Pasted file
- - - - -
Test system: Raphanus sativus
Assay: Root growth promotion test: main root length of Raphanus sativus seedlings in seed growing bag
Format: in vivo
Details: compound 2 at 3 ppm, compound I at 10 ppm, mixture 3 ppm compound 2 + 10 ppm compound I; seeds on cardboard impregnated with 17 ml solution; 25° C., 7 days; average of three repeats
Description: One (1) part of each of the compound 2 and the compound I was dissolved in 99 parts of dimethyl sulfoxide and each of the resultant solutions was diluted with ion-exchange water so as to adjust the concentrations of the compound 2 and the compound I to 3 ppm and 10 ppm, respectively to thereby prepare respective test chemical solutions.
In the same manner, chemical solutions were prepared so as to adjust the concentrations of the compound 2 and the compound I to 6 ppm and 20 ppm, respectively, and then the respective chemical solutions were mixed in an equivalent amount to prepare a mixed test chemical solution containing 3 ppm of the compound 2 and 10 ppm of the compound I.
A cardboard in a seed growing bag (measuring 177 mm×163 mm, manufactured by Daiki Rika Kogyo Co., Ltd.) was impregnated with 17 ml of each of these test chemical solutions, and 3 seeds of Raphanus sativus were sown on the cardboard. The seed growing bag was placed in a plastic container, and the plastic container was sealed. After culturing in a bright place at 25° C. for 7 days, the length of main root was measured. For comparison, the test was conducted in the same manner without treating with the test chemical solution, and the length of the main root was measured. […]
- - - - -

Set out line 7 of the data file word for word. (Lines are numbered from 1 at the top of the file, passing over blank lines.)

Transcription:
A cardboard in a seed growing bag (measuring 177 mm×163 mm, manufactured by Daiki Rika Kogyo Co., Ltd.) was impregnated with 17 ml of each of these test chemical solutions, and 3 seeds of Raphanus sativus were sown on the cardboard. The seed growing bag was placed in a plastic container, and the plastic container was sealed. After culturing in a bright place at 25° C. for 7 days, the length of main root was measured. For comparison, the test was conducted in the same manner without treating with the test chemical solution, and the length of the main root was measured. […]